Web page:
We Are Social’s Monday Mashup #182
Facebook adds four times the purchase intent of TV alone
Confectionery giant Mondelez has discovered with its Creme Egg Facebook activity that the social network adds four times the purchase intent of marketing than through TV alone. As an FMCG brand that requires high reach within specific sectors, they used targeted advertising on posts to ensure that their campaign reached 15 million people in total, with 6 million of those from mobile. Via Facebook, they received 18% brand consideration and 21% unique reach beyond TV.
Marketers planning to increase social spending
A survey by Advertiser Perceptions has discovered that over half of the marketers they surveyed were planning to increase their digital budget, well above traditional channels. Social media came in at number one, with 47% planning to increase and just 7% to decrease, followed by video with 40% and 9% in those two categories.
Facebook changing News feed targeting
Facebook has announced that it will be making changes to how news feed advertising is targeted. Their announcement places its emphasis on the increased attention to consumer feedback, including when ads are hidden; this will manifest itself for marketers such that, when users hide posts about electronics, they receive less content about that subject.
Facebook allows edits to shared posts
Facebook is now allowing users to edit posts once they have shared them, much like the functionality already available for comments. Fears surrounding the possibility that users could ‘bait and switch’ each other (editing the content of a message to alter the sense of another’s reply) have been abated by the success of the comments system. Share editing is currently available on Android and web, with plans to expand to iOS imminently.
Autofill with Facebook for m-commerce
Facebook is set to launch an m-commerce service that allows users to ‘autofill’ their information from their Facebook profile when making transactions on their mobile, starting with partners Paypal, Strype and Braintree. Deb Liu, payments product manager at Facebook, said of the system:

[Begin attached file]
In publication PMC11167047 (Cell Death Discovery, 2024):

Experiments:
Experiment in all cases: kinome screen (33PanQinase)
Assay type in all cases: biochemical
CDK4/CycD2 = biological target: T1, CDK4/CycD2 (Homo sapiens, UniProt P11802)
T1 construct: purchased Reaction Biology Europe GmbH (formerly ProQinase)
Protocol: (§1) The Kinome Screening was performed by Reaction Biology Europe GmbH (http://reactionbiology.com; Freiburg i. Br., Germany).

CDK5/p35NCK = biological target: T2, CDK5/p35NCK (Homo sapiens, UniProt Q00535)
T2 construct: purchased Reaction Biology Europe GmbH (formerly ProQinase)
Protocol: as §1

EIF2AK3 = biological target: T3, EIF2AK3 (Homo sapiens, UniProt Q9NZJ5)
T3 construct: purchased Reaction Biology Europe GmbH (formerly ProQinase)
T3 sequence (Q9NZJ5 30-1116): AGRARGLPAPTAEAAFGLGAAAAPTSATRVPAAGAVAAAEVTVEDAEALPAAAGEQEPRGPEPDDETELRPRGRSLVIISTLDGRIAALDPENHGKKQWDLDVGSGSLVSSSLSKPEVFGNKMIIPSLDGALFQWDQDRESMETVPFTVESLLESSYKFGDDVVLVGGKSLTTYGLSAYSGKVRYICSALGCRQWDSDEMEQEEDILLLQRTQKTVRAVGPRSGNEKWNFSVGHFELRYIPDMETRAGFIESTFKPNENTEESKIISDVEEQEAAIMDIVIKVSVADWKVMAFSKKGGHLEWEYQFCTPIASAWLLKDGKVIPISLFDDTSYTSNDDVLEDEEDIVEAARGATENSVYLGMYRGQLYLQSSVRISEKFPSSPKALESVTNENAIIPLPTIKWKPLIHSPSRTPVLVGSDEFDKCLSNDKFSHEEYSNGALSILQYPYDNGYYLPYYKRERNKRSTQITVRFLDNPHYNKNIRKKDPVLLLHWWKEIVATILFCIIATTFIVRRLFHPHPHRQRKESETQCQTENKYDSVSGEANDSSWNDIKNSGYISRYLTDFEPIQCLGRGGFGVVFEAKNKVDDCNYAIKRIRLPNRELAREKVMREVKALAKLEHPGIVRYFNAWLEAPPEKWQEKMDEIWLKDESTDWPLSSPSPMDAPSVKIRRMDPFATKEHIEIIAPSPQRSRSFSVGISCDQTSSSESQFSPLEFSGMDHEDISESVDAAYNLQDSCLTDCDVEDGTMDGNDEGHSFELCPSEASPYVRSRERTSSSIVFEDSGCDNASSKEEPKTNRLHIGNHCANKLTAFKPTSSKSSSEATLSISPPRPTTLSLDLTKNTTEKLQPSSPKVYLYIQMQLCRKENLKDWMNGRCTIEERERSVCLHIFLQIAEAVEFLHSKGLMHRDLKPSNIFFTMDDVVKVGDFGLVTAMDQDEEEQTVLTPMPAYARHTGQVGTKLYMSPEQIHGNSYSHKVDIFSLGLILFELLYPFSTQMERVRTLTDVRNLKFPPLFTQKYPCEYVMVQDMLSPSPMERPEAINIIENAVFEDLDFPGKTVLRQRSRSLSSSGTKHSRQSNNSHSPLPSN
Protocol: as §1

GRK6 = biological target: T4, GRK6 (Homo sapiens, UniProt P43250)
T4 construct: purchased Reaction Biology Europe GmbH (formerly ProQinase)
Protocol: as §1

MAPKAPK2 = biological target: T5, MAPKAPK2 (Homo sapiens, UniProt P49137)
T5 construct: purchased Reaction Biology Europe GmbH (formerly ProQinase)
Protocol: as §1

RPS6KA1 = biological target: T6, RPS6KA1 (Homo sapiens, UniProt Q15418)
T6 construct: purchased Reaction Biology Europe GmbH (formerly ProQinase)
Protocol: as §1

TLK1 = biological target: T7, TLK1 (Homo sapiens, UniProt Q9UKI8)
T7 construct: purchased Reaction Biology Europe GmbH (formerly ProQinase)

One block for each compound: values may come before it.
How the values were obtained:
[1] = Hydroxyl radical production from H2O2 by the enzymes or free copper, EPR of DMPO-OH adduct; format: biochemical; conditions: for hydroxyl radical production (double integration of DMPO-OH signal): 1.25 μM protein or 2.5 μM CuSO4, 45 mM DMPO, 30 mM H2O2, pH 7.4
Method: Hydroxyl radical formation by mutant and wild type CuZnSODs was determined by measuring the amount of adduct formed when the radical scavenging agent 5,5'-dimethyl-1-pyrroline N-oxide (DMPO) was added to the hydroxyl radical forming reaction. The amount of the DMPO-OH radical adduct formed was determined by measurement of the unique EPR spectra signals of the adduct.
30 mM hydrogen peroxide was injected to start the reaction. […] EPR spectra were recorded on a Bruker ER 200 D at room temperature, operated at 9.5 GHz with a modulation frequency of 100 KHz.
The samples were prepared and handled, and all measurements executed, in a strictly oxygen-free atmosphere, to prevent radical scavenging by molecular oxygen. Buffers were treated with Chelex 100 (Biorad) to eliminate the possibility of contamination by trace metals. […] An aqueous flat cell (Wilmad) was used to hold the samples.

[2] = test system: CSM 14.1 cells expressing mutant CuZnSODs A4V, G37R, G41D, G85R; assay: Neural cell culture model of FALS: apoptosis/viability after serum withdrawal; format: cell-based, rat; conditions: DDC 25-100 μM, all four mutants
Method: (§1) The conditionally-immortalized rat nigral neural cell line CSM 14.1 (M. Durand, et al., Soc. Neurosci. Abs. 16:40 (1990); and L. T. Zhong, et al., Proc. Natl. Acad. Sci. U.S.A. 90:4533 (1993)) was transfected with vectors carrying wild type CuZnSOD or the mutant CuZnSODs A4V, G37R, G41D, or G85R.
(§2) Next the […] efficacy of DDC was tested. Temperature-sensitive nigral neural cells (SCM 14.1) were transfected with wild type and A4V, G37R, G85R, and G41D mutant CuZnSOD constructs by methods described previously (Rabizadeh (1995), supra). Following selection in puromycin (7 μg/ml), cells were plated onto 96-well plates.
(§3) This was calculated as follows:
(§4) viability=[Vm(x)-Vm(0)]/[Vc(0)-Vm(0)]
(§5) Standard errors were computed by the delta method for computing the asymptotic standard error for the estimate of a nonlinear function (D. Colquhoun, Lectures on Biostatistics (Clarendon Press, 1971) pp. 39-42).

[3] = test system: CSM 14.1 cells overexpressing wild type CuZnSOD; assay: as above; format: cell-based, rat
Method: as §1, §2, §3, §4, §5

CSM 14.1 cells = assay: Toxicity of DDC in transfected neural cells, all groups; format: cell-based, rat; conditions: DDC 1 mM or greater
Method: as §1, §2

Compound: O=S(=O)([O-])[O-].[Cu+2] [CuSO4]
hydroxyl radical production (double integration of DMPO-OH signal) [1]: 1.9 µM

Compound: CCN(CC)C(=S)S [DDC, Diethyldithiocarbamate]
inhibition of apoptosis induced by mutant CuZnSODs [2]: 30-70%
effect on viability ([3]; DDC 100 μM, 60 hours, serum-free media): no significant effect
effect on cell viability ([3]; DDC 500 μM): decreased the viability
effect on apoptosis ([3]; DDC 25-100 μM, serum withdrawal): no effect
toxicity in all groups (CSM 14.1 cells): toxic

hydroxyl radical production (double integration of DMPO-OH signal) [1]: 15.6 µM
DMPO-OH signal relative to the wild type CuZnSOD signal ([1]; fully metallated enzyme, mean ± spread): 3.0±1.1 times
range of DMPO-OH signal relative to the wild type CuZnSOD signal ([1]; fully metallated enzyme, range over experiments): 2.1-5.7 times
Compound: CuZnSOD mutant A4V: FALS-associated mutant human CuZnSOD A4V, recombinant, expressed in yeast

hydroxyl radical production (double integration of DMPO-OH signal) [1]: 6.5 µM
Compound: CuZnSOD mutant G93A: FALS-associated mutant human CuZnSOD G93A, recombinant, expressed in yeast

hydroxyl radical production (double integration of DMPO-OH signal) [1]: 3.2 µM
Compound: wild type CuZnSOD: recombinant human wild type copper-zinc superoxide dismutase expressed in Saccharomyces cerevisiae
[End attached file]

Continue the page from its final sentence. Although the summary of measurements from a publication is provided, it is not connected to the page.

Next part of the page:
Mobile is where the conversion gap is, where our customers are going in the future. It’s really important to make this an amazing mobile product. That said, we don’t rule out ever doing this on desktop some day.
Introducing Twitter alerts
Twitter is attempting to expand on the fact that it is a key source of news during times of crisis, by introducing a functionality called ‘Twitter alerts’. The feature will allow users to sign up for alerts from a particular account (so far including NGOs, law enforcement agencies and the like) so that, whenever that page labels something as an ‘alert’, the user in question receives a notifying SMS. The network highlights the way in which these should be used in a separate blog post, listing some instances that it might be appropriate, such as in a natural disaster or evacuation alert, taking inspiration from the ways in which the network has been used during these events in the past. One of the examples given for a potential alert is the FEMA tweet below:
#Isaac tip: Phone lines may be congested after a storm, so update your social networks or text family/friends to say you’re OK.
— FEMA (@fema) August 27, 2012
Twitter and the NFL to sell video ads together
Twitter has recently attained a string of partners in the search for high-quality video content for selling advertising, and their latest acquisition may be the biggest yet: the NFL. As fans are so keen for available video content, the fact that a number of promoted tweets will be run each day by the NFL, mentioning sponsors and containing video content with pre-roll ads, means the deal could prove lucrative for all involved. McDonalds has been announced alongside Verizon as one of the brands involved.
Google includes hashtags in search